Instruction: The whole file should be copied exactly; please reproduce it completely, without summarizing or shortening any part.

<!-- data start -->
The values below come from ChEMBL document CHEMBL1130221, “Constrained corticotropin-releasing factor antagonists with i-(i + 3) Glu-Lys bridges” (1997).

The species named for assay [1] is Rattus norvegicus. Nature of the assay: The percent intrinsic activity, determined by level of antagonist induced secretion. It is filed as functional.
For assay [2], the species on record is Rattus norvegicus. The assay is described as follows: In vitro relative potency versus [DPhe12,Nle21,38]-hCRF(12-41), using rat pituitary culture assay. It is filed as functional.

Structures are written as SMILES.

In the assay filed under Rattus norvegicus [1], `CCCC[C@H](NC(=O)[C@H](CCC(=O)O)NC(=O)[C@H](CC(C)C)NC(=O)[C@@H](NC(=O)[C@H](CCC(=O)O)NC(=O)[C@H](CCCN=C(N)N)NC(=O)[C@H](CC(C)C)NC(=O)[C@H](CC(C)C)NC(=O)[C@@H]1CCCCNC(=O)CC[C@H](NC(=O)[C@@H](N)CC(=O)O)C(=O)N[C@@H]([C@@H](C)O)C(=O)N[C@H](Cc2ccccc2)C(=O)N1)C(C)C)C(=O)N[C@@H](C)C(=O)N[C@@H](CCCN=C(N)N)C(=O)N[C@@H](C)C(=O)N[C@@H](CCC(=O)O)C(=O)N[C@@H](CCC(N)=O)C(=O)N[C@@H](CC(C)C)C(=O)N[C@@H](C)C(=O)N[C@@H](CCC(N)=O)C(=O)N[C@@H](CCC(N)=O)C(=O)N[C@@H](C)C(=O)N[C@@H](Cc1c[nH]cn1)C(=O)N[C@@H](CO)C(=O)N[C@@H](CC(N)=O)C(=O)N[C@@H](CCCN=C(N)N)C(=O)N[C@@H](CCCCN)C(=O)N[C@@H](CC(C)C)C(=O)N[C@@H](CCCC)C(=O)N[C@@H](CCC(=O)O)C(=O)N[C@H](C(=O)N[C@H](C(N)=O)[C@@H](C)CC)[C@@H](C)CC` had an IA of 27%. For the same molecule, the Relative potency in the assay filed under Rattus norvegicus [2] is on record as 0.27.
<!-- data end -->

The values below come from ChEMBL document CHEMBL1130221, “Constrained corticotropin-releasing factor antagonists with i-(i + 3) Glu-Lys bridges” (1997).

The species named for assay [1] is Rattus norvegicus. Nature of the assay: The percent intrinsic activity, determined by level of antagonist induced secretion. It is filed as functional.
For assay [2], the species on record is Rattus norvegicus. The assay is described as follows: In vitro relative potency versus [DPhe12,Nle21,38]-hCRF(12-41), using rat pituitary culture assay. It is filed as functional.

Structures are written as SMILES.

In the assay filed under Rattus norvegicus [1], `CCCC[C@H](NC(=O)[C@H](CCC(=O)O)NC(=O)[C@H](CC(C)C)NC(=O)[C@@H](NC(=O)[C@H](CCC(=O)O)NC(=O)[C@H](CCCN=C(N)N)NC(=O)[C@H](CC(C)C)NC(=O)[C@H](CC(C)C)NC(=O)[C@@H]1CCCCNC(=O)CC[C@H](NC(=O)[C@@H](N)CC(=O)O)C(=O)N[C@@H]([C@@H](C)O)C(=O)N[C@H](Cc2ccccc2)C(=O)N1)C(C)C)C(=O)N[C@@H](C)C(=O)N[C@@H](CCCN=C(N)N)C(=O)N[C@@H](C)C(=O)N[C@@H](CCC(=O)O)C(=O)N[C@@H](CCC(N)=O)C(=O)N[C@@H](CC(C)C)C(=O)N[C@@H](C)C(=O)N[C@@H](CCC(N)=O)C(=O)N[C@@H](CCC(N)=O)C(=O)N[C@@H](C)C(=O)N[C@@H](Cc1c[nH]cn1)C(=O)N[C@@H](CO)C(=O)N[C@@H](CC(N)=O)C(=O)N[C@@H](CCCN=C(N)N)C(=O)N[C@@H](CCCCN)C(=O)N[C@@H](CC(C)C)C(=O)N[C@@H](CCCC)C(=O)N[C@@H](CCC(=O)O)C(=O)N[C@H](C(=O)N[C@H](C(N)=O)[C@@H](C)CC)[C@@H](C)CC` had an IA of 27%. For the same molecule, the Relative potency in the assay filed under Rattus norvegicus [2] is on record as 0.27.